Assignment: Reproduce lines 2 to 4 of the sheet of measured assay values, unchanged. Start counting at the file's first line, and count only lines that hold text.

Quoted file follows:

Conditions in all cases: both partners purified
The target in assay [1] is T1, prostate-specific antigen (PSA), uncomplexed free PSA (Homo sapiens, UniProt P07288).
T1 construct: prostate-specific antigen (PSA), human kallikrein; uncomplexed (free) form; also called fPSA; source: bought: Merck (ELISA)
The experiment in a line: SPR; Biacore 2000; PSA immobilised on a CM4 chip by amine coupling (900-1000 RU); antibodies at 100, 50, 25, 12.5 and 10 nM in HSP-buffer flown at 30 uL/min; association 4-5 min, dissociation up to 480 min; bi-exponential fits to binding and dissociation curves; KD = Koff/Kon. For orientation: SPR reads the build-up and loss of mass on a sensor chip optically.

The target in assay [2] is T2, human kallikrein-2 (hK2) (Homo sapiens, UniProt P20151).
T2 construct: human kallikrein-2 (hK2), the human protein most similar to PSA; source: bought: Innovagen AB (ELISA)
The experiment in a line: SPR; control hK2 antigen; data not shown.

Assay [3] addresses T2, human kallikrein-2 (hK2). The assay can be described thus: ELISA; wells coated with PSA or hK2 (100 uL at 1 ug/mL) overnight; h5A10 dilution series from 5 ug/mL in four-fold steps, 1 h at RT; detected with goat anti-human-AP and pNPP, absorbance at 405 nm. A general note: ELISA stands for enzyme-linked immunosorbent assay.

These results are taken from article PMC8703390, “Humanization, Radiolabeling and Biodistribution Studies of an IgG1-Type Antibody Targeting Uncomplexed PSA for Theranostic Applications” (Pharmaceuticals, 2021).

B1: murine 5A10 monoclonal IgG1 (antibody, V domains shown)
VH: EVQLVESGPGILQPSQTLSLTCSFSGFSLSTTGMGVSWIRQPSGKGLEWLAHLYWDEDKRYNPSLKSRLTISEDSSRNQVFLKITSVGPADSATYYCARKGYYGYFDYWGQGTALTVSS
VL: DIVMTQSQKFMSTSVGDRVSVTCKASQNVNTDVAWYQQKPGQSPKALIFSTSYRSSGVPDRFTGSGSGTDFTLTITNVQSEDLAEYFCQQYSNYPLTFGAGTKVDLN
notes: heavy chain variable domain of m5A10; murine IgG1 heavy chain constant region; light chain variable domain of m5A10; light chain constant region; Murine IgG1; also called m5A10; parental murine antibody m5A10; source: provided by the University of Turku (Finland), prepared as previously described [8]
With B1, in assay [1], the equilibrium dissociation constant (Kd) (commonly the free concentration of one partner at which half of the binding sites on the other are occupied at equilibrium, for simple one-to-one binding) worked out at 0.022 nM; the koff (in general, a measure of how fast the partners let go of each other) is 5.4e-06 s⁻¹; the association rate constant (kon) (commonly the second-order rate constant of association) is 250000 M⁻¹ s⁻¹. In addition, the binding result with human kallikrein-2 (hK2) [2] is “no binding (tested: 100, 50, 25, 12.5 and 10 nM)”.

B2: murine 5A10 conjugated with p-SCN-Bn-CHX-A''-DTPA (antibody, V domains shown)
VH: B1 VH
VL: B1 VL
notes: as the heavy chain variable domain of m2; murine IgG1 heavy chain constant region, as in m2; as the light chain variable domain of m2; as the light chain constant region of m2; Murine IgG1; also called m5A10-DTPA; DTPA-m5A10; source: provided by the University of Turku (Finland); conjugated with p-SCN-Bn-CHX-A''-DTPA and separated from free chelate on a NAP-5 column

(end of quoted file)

The target in assay [1] is T1, prostate-specific antigen (PSA), uncomplexed free PSA (Homo sapiens, UniProt P07288).
T1 construct: prostate-specific antigen (PSA), human kallikrein; uncomplexed (free) form; also called fPSA; source: bought: Merck (ELISA)
The experiment in a line: SPR; Biacore 2000; PSA immobilised on a CM4 chip by amine coupling (900-1000 RU); antibodies at 100, 50, 25, 12.5 and 10 nM in HSP-buffer flown at 30 uL/min; association 4-5 min, dissociation up to 480 min; bi-exponential fits to binding and dissociation curves; KD = Koff/Kon. For orientation: SPR reads the build-up and loss of mass on a sensor chip optically.